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Throughout history, the faith of everyday people in Roman Catholicism has often waned and then come back stronger than ever again. With that in mind, I read with great interest Glen Whiffen’s commentary, A time of reckoning for Newfoundland and Labrador’s Roman Catholic churches and parishioners.
During the earthly life of Jesus, for example, His apostles followed Him closely and, according to the Bible, some even vowed to die for Him. Yet, as soon as He was crucified and died, they scattered and hid. It would take the arrival of the Holy Spirit while they were afraid to embolden them to go out and spread the Word. Once they did, people who had never even heard of Jesus became believers, sometimes at events with baptisms numbering in the thousands.
Muslim raiders attacked Rome and sacked the basilicas of Old St Peter’s and St Paul’s-Outside-the-Walls in 1846. Things must certainly have looked bleak. Once again, though, the faith was spared. The pope built a wall to protect the city and the Christian faith continued to grow.
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The Middle Ages are often regarded as being largely dominated by blind obedience to the faith and little else. The fact is, though, that the Roman Catholic church was not doing all that well in 1500 A.D. Popes more interested in politics and the Italian Wars than in the faith took their toll on the church’s integrity.
The faith again bounced back.
Our own Canadian history includes a brief period when the only thing that seemed to keep European interest going in Canada was Catholic evangelization, priests going to Canada to spread the faith among the First Nations. By the early 1900s, Saint Brother Andre’s miracles on Mount Royal were leading to the establishment of the incredibly impressive St. Joseph’s Oratory. The daily newspapers of the day had front-page photographs of thousands of the faithful trudging up the dirt path on the mountain to attend mass at Brother Andre’s little chapel only about 100 years ago.
Then, the scandals of abuse came out. Millions turned away from the faith. Court decisions left the Canadian church – and the church in many other places too – financially strapped.
But I consider that we today are truly blessed.
In the next few years — if history teaches us anything at all — there will be a revival of the faith again.
Yes, we are living at a time in history when the faith of many has grown cold or shriveled up and died entirely. I myself was an atheist for many years. Many people mock Christianity. Our movies and TV shows often depict Christians as simple-minded simpletons or hypocritical con artists or pedophiles. As someone who has travelled throughout Canada, I have been told in some places that I should not profess my faith, not admit to being Catholic, because there is so much antagonism to the Catholic church in those places.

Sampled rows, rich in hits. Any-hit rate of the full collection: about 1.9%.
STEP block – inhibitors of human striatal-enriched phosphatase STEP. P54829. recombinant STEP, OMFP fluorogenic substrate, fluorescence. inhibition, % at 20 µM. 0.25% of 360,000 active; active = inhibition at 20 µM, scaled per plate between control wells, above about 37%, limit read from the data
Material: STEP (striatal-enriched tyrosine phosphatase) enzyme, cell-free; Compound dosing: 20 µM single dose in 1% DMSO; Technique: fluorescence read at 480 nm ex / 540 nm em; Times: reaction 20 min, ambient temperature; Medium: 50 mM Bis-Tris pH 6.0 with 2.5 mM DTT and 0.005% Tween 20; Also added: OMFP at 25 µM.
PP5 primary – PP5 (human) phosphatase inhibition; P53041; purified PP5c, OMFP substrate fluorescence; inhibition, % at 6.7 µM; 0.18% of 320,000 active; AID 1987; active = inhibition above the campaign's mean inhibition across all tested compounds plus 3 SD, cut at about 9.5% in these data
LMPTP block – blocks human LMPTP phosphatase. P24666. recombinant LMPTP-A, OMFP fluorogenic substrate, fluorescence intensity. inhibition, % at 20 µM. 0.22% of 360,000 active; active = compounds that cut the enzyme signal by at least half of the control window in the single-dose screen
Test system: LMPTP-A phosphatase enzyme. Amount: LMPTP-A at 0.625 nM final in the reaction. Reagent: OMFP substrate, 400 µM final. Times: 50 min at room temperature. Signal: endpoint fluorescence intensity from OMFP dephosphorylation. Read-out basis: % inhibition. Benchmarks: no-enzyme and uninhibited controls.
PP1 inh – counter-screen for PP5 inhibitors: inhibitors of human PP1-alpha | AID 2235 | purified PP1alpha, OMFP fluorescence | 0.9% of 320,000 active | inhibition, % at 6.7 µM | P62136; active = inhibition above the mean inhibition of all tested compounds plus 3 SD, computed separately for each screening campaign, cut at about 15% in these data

The Bible foresaw all that and tells us how to react to such times.
First, the Bible tells us: “Be not afraid.” And, secondly, Jesus Himself tells us: “Blessed are you when people abuse you and persecute you and speak all kinds of calumny against you falsely on my account. Rejoice and be glad, for your reward will be great in heaven; this is how they persecuted the prophets before you.”
He’s speaking to us. Today.
Something wonderful is about to happen. In the next few years — if history teaches us anything at all — there will be a revival of the faith again. People looking for meaning, searching for the Truth in a world that seems to no longer make sense, will once again find Jesus, turn to the Father, and be filled with the Holy Spirit. These people, the living, breathing church, will spread out throughout the world and nothing will be able to stop them. They will gather for worship. They will sing hymns of praise. They will feed the hungry, clothe the naked, house the homeless. They will answer God’s call for their lives with heroic virtue.
Buildings are nice. They keep out the cold and rain. They give us a place to gather. They allow us to store our Bibles and other teaching materials and chairs and provide a special, sacred place. The artwork reminds us of important passages in the Bible. I admit to a bit of sentimental attachment to these church buildings.
In my heart of hearts, though, I have often hoped that every Catholic church would be suddenly demolished. A cataclysmic event during which no-one would be harmed but every church building would be destroyed would wake up complacent Catholics and force them to search their hearts and examine their faith. It would be a much-needed wake-up call.
In a way, I believe that this is what God is doing now. He is allowing our church buildings to be taken from us, separating us from the cultural trappings and real estate holdings, and calling us to a deeper communion with Him — and with each other.
A great evangelization, a spiritual awakening, is very, very close at hand. I feel it — and so does a good friend of mine in Australia. A staunch Catholic, he is so excited at the prospect of this spiritual awakening that he told me on the phone a while ago that he can no longer sleep. His joy keeps him up at night.
May God bless you all, now and in the exciting days to come.
Yours in Christ,
Bathurst, New Brunswick
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